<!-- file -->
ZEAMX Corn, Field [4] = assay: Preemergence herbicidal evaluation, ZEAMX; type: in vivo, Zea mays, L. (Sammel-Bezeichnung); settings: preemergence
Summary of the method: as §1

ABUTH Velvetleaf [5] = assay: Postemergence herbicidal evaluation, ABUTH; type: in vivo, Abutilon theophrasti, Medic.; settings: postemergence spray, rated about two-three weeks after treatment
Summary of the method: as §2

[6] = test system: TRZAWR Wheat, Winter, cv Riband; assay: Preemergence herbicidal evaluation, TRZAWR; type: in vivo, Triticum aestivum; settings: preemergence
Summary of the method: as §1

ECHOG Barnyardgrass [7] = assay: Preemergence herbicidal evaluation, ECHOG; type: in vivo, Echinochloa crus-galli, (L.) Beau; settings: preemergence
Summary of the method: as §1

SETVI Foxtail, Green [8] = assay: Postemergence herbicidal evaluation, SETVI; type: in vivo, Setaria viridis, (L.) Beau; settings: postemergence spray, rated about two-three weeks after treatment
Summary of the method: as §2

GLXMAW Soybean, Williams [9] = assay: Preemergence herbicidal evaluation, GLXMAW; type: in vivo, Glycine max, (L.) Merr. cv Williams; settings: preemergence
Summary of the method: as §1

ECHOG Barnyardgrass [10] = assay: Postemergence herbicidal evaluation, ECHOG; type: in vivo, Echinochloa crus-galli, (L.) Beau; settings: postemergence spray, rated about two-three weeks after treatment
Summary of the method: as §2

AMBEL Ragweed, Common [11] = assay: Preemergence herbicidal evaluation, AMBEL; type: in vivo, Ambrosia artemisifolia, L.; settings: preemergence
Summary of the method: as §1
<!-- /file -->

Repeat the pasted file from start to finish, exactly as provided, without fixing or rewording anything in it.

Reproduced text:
ZEAMX Corn, Field [4] = assay: Preemergence herbicidal evaluation, ZEAMX; type: in vivo, Zea mays, L. (Sammel-Bezeichnung); settings: preemergence
Summary of the method: as §1

ABUTH Velvetleaf [5] = assay: Postemergence herbicidal evaluation, ABUTH; type: in vivo, Abutilon theophrasti, Medic.; settings: postemergence spray, rated about two-three weeks after treatment
Summary of the method: as §2

[6] = test system: TRZAWR Wheat, Winter, cv Riband; assay: Preemergence herbicidal evaluation, TRZAWR; type: in vivo, Triticum aestivum; settings: preemergence
Summary of the method: as §1

ECHOG Barnyardgrass [7] = assay: Preemergence herbicidal evaluation, ECHOG; type: in vivo, Echinochloa crus-galli, (L.) Beau; settings: preemergence
Summary of the method: as §1

SETVI Foxtail, Green [8] = assay: Postemergence herbicidal evaluation, SETVI; type: in vivo, Setaria viridis, (L.) Beau; settings: postemergence spray, rated about two-three weeks after treatment
Summary of the method: as §2

GLXMAW Soybean, Williams [9] = assay: Preemergence herbicidal evaluation, GLXMAW; type: in vivo, Glycine max, (L.) Merr. cv Williams; settings: preemergence
Summary of the method: as §1

ECHOG Barnyardgrass [10] = assay: Postemergence herbicidal evaluation, ECHOG; type: in vivo, Echinochloa crus-galli, (L.) Beau; settings: postemergence spray, rated about two-three weeks after treatment
Summary of the method: as §2

AMBEL Ragweed, Common [11] = assay: Preemergence herbicidal evaluation, AMBEL; type: in vivo, Ambrosia artemisifolia, L.; settings: preemergence
Summary of the method: as §1